Youths urged to take risks to contribute to Big Four Agenda

May 22, 2018 4:04 pm
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Speaking during the Youth Economic Dialogue forum that focused on youth contribution to the Big Four Agenda, Mbui Wagacha an economist in the Office of the President noted that there was need for youths to re-invest in their future in a manner that would ensure that they turn into investors and owners of activities rather than employees/CFM NEWS

, NAIROBI, Kenya, May 22 – Kenya’s youthful entrepreneurs have been challenged to have the drive of starting small but with a big vision, if they are to be successful in the entrepreneurship world.

According to Joanne Mwangi, the founder of Professional Marketing Services (PMS), many of the Kenyan youths are reluctant in expressing their ideas in the entrepreneurship industry as they hold back waiting for a big break in future.

Mwangi, who says her entrepreneurship dream was actualized at the age of 26, noted that what is ailing youth and entrepreneurship was the fear of starting small.

“Youths should be willing to start with what is available to them but have a big dream and vision on where they want to be. They should be ready to start whenever they feel they are ready and accept that the journey to be successful is a learning curve and it is only after starting that they can stat to learn,” she said.

Speaking during the Youth Economic Dialogue forum that focused on youth contribution to the Big Four Agenda, Mbui Wagacha an economist in the Office of the President noted that there was need for youths to re-invest in their future in a manner that would ensure that they turn into investors and owners of activities rather than employees.

Talking in reference to affordable housing which features in the country’s Big Four Agenda, Wagacha said that the deficit on proper housing was growing with each day with a total of two million housing units needed to be constructed to fill the gap.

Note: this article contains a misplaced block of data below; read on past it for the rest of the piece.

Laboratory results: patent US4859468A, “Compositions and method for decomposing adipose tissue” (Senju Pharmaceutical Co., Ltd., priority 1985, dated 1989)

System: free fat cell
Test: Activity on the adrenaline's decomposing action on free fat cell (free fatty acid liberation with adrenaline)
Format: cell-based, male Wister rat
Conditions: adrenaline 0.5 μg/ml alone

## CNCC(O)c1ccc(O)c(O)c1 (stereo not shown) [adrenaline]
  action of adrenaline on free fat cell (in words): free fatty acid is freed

“There is need for retraining and re-allocation of the construction activities so that they can include the youths and women. However this can only be done if the youth are willing to re-invest in themselves.”

“Re-investing will mean that youths are willing to use their skills to offer services rather than waiting to be employed. For example, if you are competent in the Information and Technology (IT) industry, use your skills and install IT systems in the housing sector; don’t wait to be employed for you to work,” he said.

Speaking at the same forum former Kenya Editors Guild Chairman Macharia Gaitho said the youth needed to be more innovative and look into ways of bettering the chances presented to them for prosperity.

Gaitho explained that with youths nowadays being presented with platforms that enable them express their ideas, there was need to think further ahead and be innovative.

“If you are awarded a tender to supply stationery in a government office, you should look into how you can be the one producing that pencil you are supplying so that you can be able to expand your business for future partnerships especially with the private sectors,” he said.

The forum on the youth and Big Four Agenda was the first one to be organized by Alternatives for Young Entrepreneurs with panellists been drawn from the government and the private sector.

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